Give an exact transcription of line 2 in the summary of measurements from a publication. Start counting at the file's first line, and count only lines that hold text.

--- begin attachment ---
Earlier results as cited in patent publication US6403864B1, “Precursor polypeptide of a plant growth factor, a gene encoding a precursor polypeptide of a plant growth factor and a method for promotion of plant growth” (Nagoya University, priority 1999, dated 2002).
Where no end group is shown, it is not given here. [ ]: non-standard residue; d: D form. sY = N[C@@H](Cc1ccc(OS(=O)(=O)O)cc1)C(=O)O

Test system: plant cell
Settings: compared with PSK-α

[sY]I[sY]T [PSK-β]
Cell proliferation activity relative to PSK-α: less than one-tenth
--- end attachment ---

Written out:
Where no end group is shown, it is not given here. [ ]: non-standard residue; d: D form. sY = N[C@@H](Cc1ccc(OS(=O)(=O)O)cc1)C(=O)O